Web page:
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Philip Morris wants to quit its tobacco habit

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Big Tobacco advertising on television by court order 02:17

Taking a page from the millions of people who make New Year's resolutions to quit smoking, Philip Morris International (PM), which traces its roots to a 19th century London tobacconist's shop, has announced it hopes to kick the habit as well.

In full-page ads in several U.K. newspapers on Thursday, Philip Morris said it aims to quit selling cigarettes in Britain at an unspecified future date, a goal the company admits won't be easy to meet. It plans to launch a website to provide smokers with information on quitting and on alternatives to cigarettes. 

Philip Morris also plans to support anti-smoking efforts of local U.K. governments in areas where smoking rates are highest and to seek approvals to insert information on quitting and switching to alternatives into cigarette packs.

"We believe we have an important role to play in helping the U.K. become smoke-free," wrote Peter Nixon, managing director of PML, in a letter to U.K. Prime Minister Theresa May. "The commitments announced today are practical steps that could accelerate that goal. We recognize that never starting to smoke -- or quitting altogether -- are always the best option."

Critics of the tobacco industry aren't impressed.

"This is the same-old, same-old from a company that's a convicted racketeer," said Erika Sward, assistant vice president for national advocacy at the American Lung Association. "Make no mistake, Philip Morris is still very much in the tobacco and cigarette business as well as the cigar and the smokeless [tobacco] business."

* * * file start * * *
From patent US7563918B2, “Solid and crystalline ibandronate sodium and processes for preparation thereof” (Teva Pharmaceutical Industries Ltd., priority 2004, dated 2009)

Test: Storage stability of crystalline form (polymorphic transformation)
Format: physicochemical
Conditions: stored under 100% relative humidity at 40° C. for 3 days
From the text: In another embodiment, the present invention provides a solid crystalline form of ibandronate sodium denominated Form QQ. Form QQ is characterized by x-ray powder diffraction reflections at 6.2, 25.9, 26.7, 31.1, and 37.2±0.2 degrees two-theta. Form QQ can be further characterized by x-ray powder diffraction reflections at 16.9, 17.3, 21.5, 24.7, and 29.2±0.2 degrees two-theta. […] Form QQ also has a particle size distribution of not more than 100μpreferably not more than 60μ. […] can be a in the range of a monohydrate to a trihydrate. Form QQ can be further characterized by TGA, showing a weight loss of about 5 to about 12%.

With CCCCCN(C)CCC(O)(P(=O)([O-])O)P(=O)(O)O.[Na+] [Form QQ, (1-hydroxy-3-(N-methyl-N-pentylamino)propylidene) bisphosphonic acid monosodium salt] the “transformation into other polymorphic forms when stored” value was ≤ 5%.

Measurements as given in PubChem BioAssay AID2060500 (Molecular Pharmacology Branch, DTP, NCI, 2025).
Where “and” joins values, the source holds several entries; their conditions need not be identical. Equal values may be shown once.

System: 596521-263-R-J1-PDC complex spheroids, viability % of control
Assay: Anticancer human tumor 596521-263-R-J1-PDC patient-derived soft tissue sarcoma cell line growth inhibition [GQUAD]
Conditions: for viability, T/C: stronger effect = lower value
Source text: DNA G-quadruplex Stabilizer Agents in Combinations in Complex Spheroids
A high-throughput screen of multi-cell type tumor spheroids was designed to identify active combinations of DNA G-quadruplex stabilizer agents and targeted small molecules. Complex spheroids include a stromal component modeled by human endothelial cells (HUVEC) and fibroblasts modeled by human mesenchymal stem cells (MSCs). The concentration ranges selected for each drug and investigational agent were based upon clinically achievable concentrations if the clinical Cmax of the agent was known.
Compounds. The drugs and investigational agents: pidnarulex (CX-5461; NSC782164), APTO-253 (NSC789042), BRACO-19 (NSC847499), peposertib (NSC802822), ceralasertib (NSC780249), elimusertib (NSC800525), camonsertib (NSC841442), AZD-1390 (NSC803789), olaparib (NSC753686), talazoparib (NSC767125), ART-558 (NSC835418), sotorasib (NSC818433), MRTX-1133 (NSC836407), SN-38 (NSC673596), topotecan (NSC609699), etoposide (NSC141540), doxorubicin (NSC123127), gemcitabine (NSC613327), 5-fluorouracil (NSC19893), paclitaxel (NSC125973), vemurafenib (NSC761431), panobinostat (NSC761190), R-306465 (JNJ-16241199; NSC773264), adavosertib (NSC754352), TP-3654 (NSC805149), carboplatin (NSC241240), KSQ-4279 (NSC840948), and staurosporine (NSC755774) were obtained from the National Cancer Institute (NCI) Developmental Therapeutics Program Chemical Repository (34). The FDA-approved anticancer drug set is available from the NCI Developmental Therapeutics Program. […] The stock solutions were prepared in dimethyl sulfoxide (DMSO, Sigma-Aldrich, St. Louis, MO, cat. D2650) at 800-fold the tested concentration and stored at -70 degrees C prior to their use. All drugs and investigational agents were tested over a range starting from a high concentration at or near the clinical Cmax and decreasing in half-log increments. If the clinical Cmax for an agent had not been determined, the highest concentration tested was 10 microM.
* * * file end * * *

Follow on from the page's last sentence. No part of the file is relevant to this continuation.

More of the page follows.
Surgeon general issues warning about e-cigarettes and teenagers 02:04

Like other tobacco companies, Philip Morris has been developing alternatives to conventional cigarettes in recent years, such as e-cigarettes. Fans of the technology argue that it can help people quit smoking, a claim tobacco critics say hasn't been definitively proven by scientific studies. 

Indeed, many experts were alarmed by recent data that show increasing use of e-cigarettes by teenagers, according to Robin Koval, the head of the Truth Initiative, an anti-tobacco nonprofit.

"If they really wanted to give up cigarettes ... they could do that tomorrow," said Koval, whose organization was founded in the wake of the 1998 Master Settlement Agreement between major U.S. tobacco companies and 46 U.S. states, the District of Columbia and five territories.

Philip Morris sells a technology called iQOS in about two dozen countries. It heats tobacco without burning it, reducing levels of harmful chemicals found in cigarette smoke. The company is currently seeking U.S. Food and Drug Administration approval to sell the device in America. However, former Philip Morris employees and contractors told Reuters of "a number of irregularities involving clinical trials that underpin the tobacco giant's application to the agency."  

The company, which was spun off from Altria (MO) in 2008, rejects the critics' claims.

"Providing less harmful alternatives to smokers who would otherwise not quit is a common-sense approach to public health, embraced by a growing number of experts and health authorities worldwide," the company said. "This initiative in the U.K. demonstrates the global commitment of our company to have cigarettes replaced by science-based smoke-free alternatives as quickly as possible, to the benefit of smokers, public health and society at large."

Both Altria and Philip Morris International sell Marlboro, the world's best-selling cigarette brand. Altria didn't respond to a request for comment on this story.

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